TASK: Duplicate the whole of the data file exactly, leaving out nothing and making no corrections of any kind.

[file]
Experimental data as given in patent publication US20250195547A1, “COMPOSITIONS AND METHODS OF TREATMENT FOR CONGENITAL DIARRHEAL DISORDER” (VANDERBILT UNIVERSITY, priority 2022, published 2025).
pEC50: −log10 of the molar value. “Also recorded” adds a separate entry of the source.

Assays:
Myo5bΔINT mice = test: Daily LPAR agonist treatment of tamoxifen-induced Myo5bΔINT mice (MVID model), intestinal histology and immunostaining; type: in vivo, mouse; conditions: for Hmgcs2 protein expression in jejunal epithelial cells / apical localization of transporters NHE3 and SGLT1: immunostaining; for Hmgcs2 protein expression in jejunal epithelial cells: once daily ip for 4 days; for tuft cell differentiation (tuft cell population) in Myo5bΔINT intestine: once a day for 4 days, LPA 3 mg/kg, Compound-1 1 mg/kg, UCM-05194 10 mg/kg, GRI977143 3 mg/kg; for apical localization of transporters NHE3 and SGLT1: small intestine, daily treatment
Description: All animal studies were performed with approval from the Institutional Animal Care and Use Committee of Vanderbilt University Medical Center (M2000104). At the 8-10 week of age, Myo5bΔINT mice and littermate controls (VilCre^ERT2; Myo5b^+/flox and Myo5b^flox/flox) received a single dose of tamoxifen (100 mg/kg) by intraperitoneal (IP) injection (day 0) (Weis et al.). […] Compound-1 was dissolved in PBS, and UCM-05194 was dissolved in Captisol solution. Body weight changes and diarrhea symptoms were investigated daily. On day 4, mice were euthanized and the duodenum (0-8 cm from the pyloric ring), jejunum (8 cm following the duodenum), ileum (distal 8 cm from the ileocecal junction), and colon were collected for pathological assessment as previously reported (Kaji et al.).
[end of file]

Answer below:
Experimental data as given in patent publication US20250195547A1, “COMPOSITIONS AND METHODS OF TREATMENT FOR CONGENITAL DIARRHEAL DISORDER” (VANDERBILT UNIVERSITY, priority 2022, published 2025).
pEC50: −log10 of the molar value. “Also recorded” adds a separate entry of the source.

Assays:
Myo5bΔINT mice = test: Daily LPAR agonist treatment of tamoxifen-induced Myo5bΔINT mice (MVID model), intestinal histology and immunostaining; type: in vivo, mouse; conditions: for Hmgcs2 protein expression in jejunal epithelial cells / apical localization of transporters NHE3 and SGLT1: immunostaining; for Hmgcs2 protein expression in jejunal epithelial cells: once daily ip for 4 days; for tuft cell differentiation (tuft cell population) in Myo5bΔINT intestine: once a day for 4 days, LPA 3 mg/kg, Compound-1 1 mg/kg, UCM-05194 10 mg/kg, GRI977143 3 mg/kg; for apical localization of transporters NHE3 and SGLT1: small intestine, daily treatment
Description: All animal studies were performed with approval from the Institutional Animal Care and Use Committee of Vanderbilt University Medical Center (M2000104). At the 8-10 week of age, Myo5bΔINT mice and littermate controls (VilCre^ERT2; Myo5b^+/flox and Myo5b^flox/flox) received a single dose of tamoxifen (100 mg/kg) by intraperitoneal (IP) injection (day 0) (Weis et al.). […] Compound-1 was dissolved in PBS, and UCM-05194 was dissolved in Captisol solution. Body weight changes and diarrhea symptoms were investigated daily. On day 4, mice were euthanized and the duodenum (0-8 cm from the pyloric ring), jejunum (8 cm following the duodenum), ileum (distal 8 cm from the ileocecal junction), and colon were collected for pathological assessment as previously reported (Kaji et al.).